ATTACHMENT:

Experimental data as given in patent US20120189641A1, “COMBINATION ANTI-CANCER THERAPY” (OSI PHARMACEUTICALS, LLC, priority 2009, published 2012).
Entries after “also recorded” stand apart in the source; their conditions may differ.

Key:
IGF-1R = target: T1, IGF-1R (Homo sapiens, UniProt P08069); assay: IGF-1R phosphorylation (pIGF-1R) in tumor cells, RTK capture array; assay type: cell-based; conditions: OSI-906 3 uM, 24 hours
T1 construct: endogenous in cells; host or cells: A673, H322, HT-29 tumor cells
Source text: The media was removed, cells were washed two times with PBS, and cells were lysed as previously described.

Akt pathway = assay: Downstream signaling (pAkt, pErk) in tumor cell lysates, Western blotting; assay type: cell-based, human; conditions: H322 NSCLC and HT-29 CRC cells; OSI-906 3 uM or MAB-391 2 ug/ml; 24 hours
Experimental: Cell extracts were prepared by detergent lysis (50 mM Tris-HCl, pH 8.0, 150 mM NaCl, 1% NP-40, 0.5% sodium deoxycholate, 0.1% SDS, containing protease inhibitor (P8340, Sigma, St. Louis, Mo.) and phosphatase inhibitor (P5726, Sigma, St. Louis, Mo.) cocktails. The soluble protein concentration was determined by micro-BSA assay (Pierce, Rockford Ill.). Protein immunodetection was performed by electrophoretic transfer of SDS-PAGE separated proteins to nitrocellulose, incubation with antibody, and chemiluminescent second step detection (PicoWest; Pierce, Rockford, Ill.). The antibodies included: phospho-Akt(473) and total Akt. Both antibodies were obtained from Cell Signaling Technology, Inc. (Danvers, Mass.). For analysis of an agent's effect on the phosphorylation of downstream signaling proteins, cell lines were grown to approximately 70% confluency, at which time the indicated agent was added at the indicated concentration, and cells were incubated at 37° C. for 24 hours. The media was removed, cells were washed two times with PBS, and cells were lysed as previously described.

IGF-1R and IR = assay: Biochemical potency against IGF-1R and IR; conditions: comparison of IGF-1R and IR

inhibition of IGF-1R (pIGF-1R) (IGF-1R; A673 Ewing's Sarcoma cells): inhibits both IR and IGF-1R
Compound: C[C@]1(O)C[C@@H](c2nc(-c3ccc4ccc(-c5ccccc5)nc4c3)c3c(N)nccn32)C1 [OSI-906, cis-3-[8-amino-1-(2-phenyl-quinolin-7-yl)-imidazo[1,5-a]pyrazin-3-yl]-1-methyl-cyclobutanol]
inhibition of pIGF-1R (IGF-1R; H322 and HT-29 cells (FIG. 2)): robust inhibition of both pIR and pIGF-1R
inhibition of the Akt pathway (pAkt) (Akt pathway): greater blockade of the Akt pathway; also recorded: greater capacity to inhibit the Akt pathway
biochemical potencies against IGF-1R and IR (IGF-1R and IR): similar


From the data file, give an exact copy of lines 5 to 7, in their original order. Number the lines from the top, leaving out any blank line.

T1 construct: endogenous in cells; host or cells: A673, H322, HT-29 tumor cells
Source text: The media was removed, cells were washed two times with PBS, and cells were lysed as previously described.

Akt pathway = assay: Downstream signaling (pAkt, pErk) in tumor cell lysates, Western blotting; assay type: cell-based, human; conditions: H322 NSCLC and HT-29 CRC cells; OSI-906 3 uM or MAB-391 2 ug/ml; 24 hours